The piece talks about how the down economy means lower valuations, more due diligence and more downside protection for investors (in the form of larger liquidation preferences or stricter anti-dilution provisions). It’s a reasonably descriptive (if sensationally titled) piece that contains some good advice for entrepreneurs about how to negotiate effectively in an environment like this one, but upon reading it I’m essentially left asking, “Yeah, so?” as my primary response.
To wit, I searched and searched and couldn’t find the article from 2005 entitled, “Web 2.0 companies fleecing Series C investors with high valuation despite zero revenue“, or the one from 2007 – “Cleantech company raises $250M despite likely need for at least $500M more“. And that makes sense – in a high-flying market, companies get high valuations and don’t have to give investors much in the way of downside protection or other terms. In a go-go market, investors are often “takers of terms”, in that the demand (by the investment community) for a particular type of investment outstrips the supply of such companies. Think about the 2005-2007 financings done by Facebook, LinkedIn or Ning. Investors took whatever terms they could get to get into certain companies. As Econ 101 would tell you, the equilibrium price moves up under those conditions, and in the venture capital world, the equilibrium price also includes a number of associated deal characteristics besides valuation.
But it stands to near-obvious reason that in a down market, the opposite is true. The demand for many types of startups in this capital-constrained world is lower than the supply of such companies. And as a result, prices go down. This should surprise no one. Much has been written about the difficulties VC have had over the past year or two not only finding liquidity but raising funds. So as we’ve commented in the past, the velocity of capital has decreased and the number of transactions has gone down as well. This has fairly predictable and rational impact on the price and terms of those financings that take place in a climate like this.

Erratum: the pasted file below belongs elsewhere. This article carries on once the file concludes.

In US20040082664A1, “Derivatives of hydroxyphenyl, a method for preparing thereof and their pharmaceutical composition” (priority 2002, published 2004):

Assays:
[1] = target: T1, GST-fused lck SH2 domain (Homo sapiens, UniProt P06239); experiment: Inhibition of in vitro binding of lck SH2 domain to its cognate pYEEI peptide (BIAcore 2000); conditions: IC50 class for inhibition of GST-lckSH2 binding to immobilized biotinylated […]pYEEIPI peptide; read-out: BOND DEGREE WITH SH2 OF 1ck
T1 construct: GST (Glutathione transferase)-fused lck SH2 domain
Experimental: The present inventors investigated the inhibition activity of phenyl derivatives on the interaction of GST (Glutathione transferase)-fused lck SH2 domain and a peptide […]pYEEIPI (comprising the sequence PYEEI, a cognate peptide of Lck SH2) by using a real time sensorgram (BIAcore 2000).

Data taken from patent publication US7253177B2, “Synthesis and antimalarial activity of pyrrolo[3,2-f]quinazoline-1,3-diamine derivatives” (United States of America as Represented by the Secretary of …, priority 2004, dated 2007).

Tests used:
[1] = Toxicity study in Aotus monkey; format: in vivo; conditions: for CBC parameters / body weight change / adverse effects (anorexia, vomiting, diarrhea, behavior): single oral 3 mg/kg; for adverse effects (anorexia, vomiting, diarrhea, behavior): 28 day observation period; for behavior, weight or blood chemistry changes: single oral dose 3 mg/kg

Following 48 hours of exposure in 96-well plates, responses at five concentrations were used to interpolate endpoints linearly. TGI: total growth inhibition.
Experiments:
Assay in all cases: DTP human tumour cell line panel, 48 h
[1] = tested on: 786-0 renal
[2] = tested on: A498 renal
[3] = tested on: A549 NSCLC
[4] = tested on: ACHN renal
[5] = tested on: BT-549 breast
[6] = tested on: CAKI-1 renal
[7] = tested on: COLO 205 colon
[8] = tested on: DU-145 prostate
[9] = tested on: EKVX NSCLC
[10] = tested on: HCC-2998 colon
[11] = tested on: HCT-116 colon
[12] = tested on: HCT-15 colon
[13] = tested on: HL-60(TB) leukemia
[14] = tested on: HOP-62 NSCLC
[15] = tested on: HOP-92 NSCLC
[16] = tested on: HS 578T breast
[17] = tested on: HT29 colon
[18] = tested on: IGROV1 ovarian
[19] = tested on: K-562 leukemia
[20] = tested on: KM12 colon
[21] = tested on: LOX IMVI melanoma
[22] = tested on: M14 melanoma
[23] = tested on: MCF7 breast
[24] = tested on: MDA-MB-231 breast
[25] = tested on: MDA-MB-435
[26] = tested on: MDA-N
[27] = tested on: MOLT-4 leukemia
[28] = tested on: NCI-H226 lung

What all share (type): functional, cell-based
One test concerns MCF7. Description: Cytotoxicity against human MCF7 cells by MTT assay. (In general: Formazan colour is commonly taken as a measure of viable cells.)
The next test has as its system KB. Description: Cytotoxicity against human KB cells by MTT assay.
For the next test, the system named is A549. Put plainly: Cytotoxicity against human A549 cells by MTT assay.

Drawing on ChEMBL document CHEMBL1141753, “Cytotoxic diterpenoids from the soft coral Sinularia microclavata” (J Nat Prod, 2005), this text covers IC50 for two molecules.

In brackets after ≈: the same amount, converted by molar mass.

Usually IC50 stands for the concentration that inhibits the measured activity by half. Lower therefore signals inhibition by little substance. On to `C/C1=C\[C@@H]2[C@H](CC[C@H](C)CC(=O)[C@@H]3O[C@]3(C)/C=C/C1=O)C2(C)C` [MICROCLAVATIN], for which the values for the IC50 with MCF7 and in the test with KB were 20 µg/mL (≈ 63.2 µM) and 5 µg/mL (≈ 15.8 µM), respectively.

Ultimately, you don’t see articles about greedy buyers of public company stocks “turning the screws” on the sellers of those stocks even though in many cases they are paying pennies on the dollar relative to where these companies traded in the Dow-14,000 days. Everyone understands that when the market is up, it’s up and when it’s down, it’s down. We don’t get angry when buyers of houses try to get the lowest price today, knowing that for the past 5 or 6 years they’ve had to really pay up. It’s the nature of markets to go through such cycles.
Now, all that being said, it is incumbent upon investors to avoid being rapacious, and it would miss an important nuance of the points above if I didn’t point this out. We at RRE have a very particular viewpoint about doing right by the companies in which we invest, and so we won’t ask for certain terms or structures even if the allocation of negotiating leverage might permit them. This is a long-term, reputation-based business, and investors build their reputation with every investment we make.
We believe strongly that building companies is a joint endeavor, with the large majority of the value created by the teams in whom we invest. Only by doing right by those teams can we productively deploy capital in a long-term, collaborative way. But the reality today cannot be ignored – this is a down cycle, the largest one most of us have seen. And just like people on our side of the table dealt with prices that often felt much too high when the cycle was at its zenith, founders and management teams have to navigate the nadir of the cycle in a way that’s dispassionate and acknowledges the rational nature of today’s dealmaking climate.